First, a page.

Worstall 1) sets aside 0,1 g. of oil with 40 ccm. of Hubl's iodine solution in a glass-stoppered flask over night and then titrates back the excess of iodine. The theoretical iodine value demanded by the change of C10H10 to C10Hl6l4 is 373. The average found in the examination of 55 samples of pure turpentine oil is 384. Further investigation revealed the fact that the iodine absorption as indicated above is completed within 4 to 6 hrs. and that a large excess of iodine and prolonged action induces secondary reactions.

The iodine value of rosin spirit was found to be 185, that of rosin oil 97, of "refined wood turpentine" 212, and of "water white" 328, whereas the petroleum hydrocarbons of kerosene and naphtha add no iodine.

Hence even small additions of petroleum distillate may be detected by a reduction in the iodine value. According to Worstall, a turpentine oil with an iodine value below 370 is to be regarded as suspicious.

Mc. Gill2) corroborates Worstall's results and likewise places the lower limit for pure turpentine oil at 370.

It must be remembered, however, that comparable results are obtainable only when the conditions maintained are absolutely the same.

Thus Harvey3) who used Wijs' solution obtained iodine values ranging from 166 to 221, corresponding to the absorption of two atoms of iodine to one molecule of C10H16. According to Veitch and Donk4), genuine turpentine oil has an iodine value of 350 to 400 if Wijs' solution is employed.

A more detailed investigation, made because of the great discrepancy in the results, revealed the fact that the amount of halogen absorbed by the turpentine oil depends on the duration of the action and also on the excess of the Wijs' solution employed.

1) Journ. Soc. chem. Industry 23 (1904), 302; Chem. Zentralbl. 1904,1.1676.

2) Journ. Soc. chem. Industry 26 (1907), 847; Chem. Zentralbl. 1907, II. 1124.

3) Journ. Soc. chem. Industry 23 (1904), 413; Chem. Zentralbl. 1904, II. 265. Comp. also F. W. Richardson and E. F. Whitaker, Journ. Soc. chem. Industry 30 (1911), 115; Chem. Zentralbl. 1911, I. 1012.

4) U. S. Dept. of Agriculture, Bur. of Chemistry, Bull. Mo. 144, 1911, p. 22.

Bromine Absorption. The value of this method is denied on the one hand as it is defended on the other1). Hence a final judgement cannot be passed thereon at present.

According to Vaubel2) the bromination of turpentine oil is conducted in the following manner:

"To a solution of 1 to 2 g. of turpentine oil in chloroform, about 100 cc. of water, 5 g. of potassium bromide and 10 cc. of hydrochloric acid or the equivalent amount of sulphuric acid are added. The mixture is then titrated with a standardized potassium bromate solution until a permanent bromine reaction is produced. The end reaction can be recognized either by the coloration of the chloroform or by transferring a drop of the aqueous solution to potassium oxide-starch test paper." According to the equation C10H16 + 4 Br = C10H16Br4, 100 g. of pinene should add 254 g. of bromine. For several pure turpentine oils Vaubel ascertained bromine values of from 220 to 240. The directions issued by the German Customs Authorities for determining the bromine absorption3) are as follows:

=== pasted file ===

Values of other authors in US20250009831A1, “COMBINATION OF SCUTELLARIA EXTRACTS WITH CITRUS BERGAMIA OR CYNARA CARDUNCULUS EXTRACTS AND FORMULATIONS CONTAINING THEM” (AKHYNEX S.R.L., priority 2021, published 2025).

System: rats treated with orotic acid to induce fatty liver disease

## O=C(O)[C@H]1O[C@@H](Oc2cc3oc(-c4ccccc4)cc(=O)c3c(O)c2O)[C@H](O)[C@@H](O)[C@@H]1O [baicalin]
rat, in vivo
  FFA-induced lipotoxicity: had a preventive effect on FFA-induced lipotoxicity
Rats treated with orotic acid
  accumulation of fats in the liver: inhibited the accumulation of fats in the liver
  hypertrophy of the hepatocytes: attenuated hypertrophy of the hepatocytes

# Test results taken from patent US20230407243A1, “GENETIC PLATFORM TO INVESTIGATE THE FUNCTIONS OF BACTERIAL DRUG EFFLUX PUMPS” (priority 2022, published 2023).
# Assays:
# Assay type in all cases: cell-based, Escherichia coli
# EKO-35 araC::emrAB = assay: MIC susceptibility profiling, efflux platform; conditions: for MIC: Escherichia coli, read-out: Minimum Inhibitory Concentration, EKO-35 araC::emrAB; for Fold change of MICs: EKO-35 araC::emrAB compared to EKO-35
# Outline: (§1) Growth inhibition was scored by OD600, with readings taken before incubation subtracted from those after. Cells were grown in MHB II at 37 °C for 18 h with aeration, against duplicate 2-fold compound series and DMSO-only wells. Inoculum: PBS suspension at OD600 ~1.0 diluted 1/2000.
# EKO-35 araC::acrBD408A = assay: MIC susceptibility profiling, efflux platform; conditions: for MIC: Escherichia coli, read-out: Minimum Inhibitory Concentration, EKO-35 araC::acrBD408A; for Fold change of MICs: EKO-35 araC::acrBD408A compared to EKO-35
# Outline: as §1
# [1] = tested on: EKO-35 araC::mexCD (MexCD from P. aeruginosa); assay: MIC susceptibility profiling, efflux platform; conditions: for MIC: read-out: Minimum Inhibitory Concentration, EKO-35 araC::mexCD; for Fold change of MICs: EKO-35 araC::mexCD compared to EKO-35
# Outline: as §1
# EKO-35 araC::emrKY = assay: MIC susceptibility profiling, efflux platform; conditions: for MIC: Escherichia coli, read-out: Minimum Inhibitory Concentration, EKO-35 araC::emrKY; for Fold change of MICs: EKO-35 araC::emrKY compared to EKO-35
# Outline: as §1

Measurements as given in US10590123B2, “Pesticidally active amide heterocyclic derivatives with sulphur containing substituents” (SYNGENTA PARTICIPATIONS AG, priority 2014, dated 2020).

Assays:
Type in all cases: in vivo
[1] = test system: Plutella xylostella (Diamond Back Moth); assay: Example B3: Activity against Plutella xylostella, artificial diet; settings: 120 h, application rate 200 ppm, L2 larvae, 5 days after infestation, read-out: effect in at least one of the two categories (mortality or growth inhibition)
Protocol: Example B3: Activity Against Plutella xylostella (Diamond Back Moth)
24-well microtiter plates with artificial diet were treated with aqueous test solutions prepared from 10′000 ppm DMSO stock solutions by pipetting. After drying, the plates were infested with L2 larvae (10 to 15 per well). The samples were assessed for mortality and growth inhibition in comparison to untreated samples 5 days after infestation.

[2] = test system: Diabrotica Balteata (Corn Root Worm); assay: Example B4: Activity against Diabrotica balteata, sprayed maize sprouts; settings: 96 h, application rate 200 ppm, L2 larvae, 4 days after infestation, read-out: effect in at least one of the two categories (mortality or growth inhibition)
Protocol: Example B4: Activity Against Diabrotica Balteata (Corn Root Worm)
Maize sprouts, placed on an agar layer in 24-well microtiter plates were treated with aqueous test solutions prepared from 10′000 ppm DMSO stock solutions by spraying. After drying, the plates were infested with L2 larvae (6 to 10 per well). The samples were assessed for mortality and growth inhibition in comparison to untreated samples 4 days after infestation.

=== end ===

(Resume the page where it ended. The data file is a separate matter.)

"A mixture of 50 cc. of 98 per cent. (by weight) alcohol and 5 cc. of concentrated hydrochloric acid, sp. gr. 1,124 is introduced into a 150 cc. beaker. To this mixture 0,5 cc. of the oil to be examined are added, the amount being measured by means of a standardized pipette. The oil is completely dissolved by stirring the mixture with a glass rod. "By means of a burette of about 30 cc. capacity and calibrated into one-half cubic centimeters or less the bromine solution described below is added with constant stirring.

"At first the bromine set free by the action of the hydrochloric acid combines instantaneously with the turpentine oil. After about four-fifths of the requisite bromine solution have been added, the mixture is colored yellow. This color, however, disappears after a few seconds though it has been decidedly lemon-yellow. When, however, the disappearance of the bromine color lasts 1/2 minute, only 1/2 cc. of the solution is added at a time and the length of time required for the disappearance of the color is noted.

1) Comp. Evers, Chem. Ztg. 23 (1899), 312. - Schreiber and Zetzsche, ibidem 23 (1899), 686. - Bohme, Chem. Ztg. 30 (1906), 633. - Utz, Pharm. Zentralh. 49 (1908), 10. - Marcusson, Chem. Ztg. 33 (1909), 966, 978, 985. - Mansier, Annal. de la Chim. analyt. appl. 14 (1909), 417; Zeitschr. f. angew. Chem. 23 (1910), 46.

2) Pharm. Ztg. 51 (1906), 257.

3) 5. Nachtrag zu der Anleitung fur die Zollabfertigung. Herausgegeben vom Reichsschatzamt. Berlin 1910, p. 56.

"If the period of decoloration lasts 1 minute or more, the reaction is regarded as being ended. In some of the less pure turpentine and pine tar oils a permanent yellow color is produced before the end of the reaction has been reached. In such a case, a few drops of the liquid, removed one minute after the last addition of the bromine salt solution, are added to a diluted zinc iodine-starch test solution. (See below.) If a deep blue color is produced at once, but not otherwise, the reaction may be regarded as ended.

"If 25 cc. or more of bromine salt solution have been used, the turpentine oil is free from mineral oils. If less than 25 cc. have been used it is doubtful. In this case the sample should be examined by a chemist according to method 2 (i. e. with fuming nitric acid)1)."

The bromine salt solution required for the above test is prepared by dissolving 13,93 g. of pure potassium bromate and 50g. of potassium bromide in sufficient distilled water to make 1000cc.